Terracotta panels create zigzagging walls for Madrid university building by Estudio Beldarrain
The facades of this university building in the Spanish city of Getafe feature angled bays formed from a zigzagging arrangement of terracotta-hued ceramic panels (+ slideshow).
The Carmen Martín Gaite facility was designed by San Sebastián-based Estudio Beldarrain, whose previous projects include an extension to a library with walls made from railway sleepers.
The architecture studio asked to develop two buildings on either side of a park that traverses the campus of the Carlos III University of Madrid.
The building's form follows the angular outline of its plot and is made up of a series of wings that extend outwards from a central foyer. This composition results in expansive facades that wrap around several outdoor courtyards and gardens.
The architects chose a modular construction system to make the building flexible enough to meet the changing needs of staff and students.
The modular approach is particularly evident across the building's facades, where the terracotta-hued ceramic panels are interspersed with windows and louvred ventilation openings.
"The process of conceiving the building has constituted a deliberate pendular movement between the confidence in the system and the repetition on the one hand, and the search for exception and diversity on the other hand," said Estudio Beldarrain.
"As opposed to an educational architecture that is traditionally rigid, systematic and repetitive, we take sides for a flexible, diverse and humanised architecture."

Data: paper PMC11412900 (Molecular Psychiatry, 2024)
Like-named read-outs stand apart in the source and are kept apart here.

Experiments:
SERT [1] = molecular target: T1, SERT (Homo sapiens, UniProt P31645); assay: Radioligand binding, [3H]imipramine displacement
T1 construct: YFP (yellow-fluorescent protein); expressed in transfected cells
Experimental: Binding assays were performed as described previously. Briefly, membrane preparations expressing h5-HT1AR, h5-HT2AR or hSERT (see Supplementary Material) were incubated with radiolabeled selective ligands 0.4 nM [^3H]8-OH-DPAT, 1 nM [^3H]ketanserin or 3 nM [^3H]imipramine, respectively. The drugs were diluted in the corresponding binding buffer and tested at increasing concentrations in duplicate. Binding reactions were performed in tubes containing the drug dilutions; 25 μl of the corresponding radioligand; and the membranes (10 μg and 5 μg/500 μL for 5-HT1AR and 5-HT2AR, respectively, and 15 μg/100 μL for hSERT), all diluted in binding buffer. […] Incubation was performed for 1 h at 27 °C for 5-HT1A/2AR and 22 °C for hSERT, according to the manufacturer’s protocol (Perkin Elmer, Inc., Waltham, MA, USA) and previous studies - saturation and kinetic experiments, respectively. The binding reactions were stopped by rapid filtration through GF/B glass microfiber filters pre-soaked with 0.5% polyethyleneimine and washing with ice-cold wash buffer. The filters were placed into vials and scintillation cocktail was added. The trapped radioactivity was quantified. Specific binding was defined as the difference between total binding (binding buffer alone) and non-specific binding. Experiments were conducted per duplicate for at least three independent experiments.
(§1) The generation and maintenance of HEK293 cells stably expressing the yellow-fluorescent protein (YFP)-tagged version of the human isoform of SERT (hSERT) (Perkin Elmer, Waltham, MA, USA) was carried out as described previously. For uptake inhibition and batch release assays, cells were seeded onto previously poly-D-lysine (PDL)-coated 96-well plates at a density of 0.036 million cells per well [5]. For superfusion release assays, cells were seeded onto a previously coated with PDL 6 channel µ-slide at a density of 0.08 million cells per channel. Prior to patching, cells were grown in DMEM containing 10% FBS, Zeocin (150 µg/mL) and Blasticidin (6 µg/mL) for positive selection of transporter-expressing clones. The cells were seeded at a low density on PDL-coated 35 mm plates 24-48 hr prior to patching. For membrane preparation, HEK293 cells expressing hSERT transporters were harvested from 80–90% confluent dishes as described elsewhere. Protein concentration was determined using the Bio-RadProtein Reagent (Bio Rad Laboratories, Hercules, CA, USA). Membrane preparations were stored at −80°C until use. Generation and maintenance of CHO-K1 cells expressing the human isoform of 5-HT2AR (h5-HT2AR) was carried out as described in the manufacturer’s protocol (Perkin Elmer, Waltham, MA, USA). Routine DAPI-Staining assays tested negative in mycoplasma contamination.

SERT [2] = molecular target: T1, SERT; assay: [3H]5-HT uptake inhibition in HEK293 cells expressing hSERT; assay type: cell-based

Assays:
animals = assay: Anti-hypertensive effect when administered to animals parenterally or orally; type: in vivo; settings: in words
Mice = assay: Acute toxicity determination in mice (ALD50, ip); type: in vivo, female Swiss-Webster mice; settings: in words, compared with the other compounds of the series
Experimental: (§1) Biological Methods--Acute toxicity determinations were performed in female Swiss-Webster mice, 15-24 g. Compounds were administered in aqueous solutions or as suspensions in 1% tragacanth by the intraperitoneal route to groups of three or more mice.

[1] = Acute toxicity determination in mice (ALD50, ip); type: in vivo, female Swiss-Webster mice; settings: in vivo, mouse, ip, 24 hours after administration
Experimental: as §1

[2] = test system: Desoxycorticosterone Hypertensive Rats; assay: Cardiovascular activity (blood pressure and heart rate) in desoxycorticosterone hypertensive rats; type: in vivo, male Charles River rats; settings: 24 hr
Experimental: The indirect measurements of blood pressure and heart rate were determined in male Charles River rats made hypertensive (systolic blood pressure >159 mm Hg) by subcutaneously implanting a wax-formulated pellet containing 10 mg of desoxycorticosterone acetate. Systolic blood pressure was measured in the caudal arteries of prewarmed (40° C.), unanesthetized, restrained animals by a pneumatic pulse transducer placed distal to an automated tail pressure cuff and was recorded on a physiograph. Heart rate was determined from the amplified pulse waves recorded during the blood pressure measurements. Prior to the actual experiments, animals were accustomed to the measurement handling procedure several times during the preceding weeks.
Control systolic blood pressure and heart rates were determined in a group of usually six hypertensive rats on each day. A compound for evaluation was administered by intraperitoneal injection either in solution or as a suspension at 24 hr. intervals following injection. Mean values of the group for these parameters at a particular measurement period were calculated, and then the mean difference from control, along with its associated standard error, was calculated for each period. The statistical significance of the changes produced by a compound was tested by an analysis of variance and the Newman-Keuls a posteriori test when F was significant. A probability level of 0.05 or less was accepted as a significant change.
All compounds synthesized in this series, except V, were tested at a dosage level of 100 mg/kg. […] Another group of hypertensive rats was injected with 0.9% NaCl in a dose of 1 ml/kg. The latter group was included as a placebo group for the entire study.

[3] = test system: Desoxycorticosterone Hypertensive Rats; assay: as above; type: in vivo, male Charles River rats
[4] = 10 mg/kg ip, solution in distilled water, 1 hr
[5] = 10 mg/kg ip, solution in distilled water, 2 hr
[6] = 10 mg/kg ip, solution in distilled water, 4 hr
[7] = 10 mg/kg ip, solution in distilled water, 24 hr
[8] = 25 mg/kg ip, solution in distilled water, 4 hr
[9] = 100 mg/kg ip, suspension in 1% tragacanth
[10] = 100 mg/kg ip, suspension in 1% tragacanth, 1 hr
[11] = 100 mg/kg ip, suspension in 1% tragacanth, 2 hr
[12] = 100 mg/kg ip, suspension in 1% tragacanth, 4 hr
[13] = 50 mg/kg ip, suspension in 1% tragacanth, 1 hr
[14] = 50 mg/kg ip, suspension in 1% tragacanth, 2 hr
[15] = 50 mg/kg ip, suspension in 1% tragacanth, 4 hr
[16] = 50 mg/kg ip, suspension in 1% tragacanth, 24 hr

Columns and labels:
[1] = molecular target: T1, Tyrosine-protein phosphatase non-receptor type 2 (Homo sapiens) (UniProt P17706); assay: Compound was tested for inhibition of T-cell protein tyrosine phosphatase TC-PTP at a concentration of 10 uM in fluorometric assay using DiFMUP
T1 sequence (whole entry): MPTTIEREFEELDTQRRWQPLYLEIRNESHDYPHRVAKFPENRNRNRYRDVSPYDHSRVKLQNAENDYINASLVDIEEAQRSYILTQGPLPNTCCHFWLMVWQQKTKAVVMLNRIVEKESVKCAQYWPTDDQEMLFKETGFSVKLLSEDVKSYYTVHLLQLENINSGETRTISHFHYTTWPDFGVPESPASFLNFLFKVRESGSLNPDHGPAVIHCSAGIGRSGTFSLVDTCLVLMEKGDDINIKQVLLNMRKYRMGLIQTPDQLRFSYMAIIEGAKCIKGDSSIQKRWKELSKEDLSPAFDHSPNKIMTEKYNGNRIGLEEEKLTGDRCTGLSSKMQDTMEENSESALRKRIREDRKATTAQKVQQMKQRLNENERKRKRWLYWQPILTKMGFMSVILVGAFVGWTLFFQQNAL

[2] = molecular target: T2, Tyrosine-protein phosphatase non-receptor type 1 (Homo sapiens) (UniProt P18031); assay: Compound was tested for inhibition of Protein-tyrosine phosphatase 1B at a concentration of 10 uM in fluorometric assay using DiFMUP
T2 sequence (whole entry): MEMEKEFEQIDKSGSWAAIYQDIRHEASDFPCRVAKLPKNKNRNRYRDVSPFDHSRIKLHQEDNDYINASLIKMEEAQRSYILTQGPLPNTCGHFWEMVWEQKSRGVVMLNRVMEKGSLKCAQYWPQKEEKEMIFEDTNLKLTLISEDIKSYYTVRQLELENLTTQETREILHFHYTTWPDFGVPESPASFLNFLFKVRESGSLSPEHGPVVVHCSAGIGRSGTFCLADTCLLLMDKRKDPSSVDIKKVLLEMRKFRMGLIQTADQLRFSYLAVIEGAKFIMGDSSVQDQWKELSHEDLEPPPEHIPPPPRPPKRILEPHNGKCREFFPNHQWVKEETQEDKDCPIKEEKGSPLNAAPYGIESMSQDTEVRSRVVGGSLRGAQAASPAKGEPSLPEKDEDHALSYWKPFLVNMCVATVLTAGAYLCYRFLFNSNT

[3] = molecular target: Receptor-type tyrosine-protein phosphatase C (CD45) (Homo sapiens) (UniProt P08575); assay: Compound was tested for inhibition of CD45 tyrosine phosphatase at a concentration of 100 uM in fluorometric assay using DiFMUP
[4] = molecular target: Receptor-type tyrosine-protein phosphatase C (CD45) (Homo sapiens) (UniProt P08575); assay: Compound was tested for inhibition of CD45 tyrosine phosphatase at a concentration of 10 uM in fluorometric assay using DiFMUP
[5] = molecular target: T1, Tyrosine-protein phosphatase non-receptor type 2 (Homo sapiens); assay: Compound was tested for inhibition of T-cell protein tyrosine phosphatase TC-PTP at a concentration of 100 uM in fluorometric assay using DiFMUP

The ceramic sections are angled to form rows of bays that conceal the supporting concrete pillars. The slender post-tensioned concrete slabs are left visible, creating horizontal stripes between the panels.
"The bays repeat a well-studied modulation that solves with efficacy the division into big or small lecture rooms and offices," the architects added.
"These bays bend or twist, looking for visual effects, adapting themselves to the surrounding spaces and enhancing the communication spaces."
Within the constraints of a restricted material palette and modular construction, the architects used form and the arrangement of the various elements to introduce diversity into the design.
For instance, some portions of the facade also project outwards, above entrances or at the sharply angled corners.
Integration with other existing buildings and with the rest of the campus was key to the design of the extension. The main elevation stretches along the edge of a road and an elevated walkway connects it with the adjacent lecture hall.
A large foyer at the centre of the facility provides a route between a new park behind and the rest of the campus. A library is situated on one side of this double-height space, with lecture rooms positioned on the side next to the lecture hall building.
The upper storey contains a departmental zone with dozens of small teaching rooms arranged along a series of branching corridors. Gaps between these angular arms accommodate small garden areas that are overlooked by the rooms.
Photography is by Francisco Berreteaga.